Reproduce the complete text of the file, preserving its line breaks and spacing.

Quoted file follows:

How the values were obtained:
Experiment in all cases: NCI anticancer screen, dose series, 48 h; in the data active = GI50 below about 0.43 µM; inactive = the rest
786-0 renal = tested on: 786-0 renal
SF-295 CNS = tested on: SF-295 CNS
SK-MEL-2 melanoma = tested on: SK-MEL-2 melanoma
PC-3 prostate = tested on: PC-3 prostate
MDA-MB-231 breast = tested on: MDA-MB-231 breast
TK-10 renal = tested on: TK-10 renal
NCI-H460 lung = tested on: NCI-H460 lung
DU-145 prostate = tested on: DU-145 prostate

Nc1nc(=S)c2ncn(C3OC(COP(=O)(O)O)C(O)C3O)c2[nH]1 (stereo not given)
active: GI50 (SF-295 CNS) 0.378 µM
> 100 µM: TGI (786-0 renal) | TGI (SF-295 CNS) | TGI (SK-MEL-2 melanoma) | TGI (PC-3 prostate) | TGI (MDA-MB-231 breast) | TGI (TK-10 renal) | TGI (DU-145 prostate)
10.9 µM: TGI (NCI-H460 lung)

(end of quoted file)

How the values were obtained:
Experiment in all cases: NCI anticancer screen, dose series, 48 h; in the data active = GI50 below about 0.43 µM; inactive = the rest
786-0 renal = tested on: 786-0 renal
SF-295 CNS = tested on: SF-295 CNS
SK-MEL-2 melanoma = tested on: SK-MEL-2 melanoma
PC-3 prostate = tested on: PC-3 prostate
MDA-MB-231 breast = tested on: MDA-MB-231 breast
TK-10 renal = tested on: TK-10 renal
NCI-H460 lung = tested on: NCI-H460 lung
DU-145 prostate = tested on: DU-145 prostate

Nc1nc(=S)c2ncn(C3OC(COP(=O)(O)O)C(O)C3O)c2[nH]1 (stereo not given)
active: GI50 (SF-295 CNS) 0.378 µM
> 100 µM: TGI (786-0 renal) | TGI (SF-295 CNS) | TGI (SK-MEL-2 melanoma) | TGI (PC-3 prostate) | TGI (MDA-MB-231 breast) | TGI (TK-10 renal) | TGI (DU-145 prostate)
10.9 µM: TGI (NCI-H460 lung)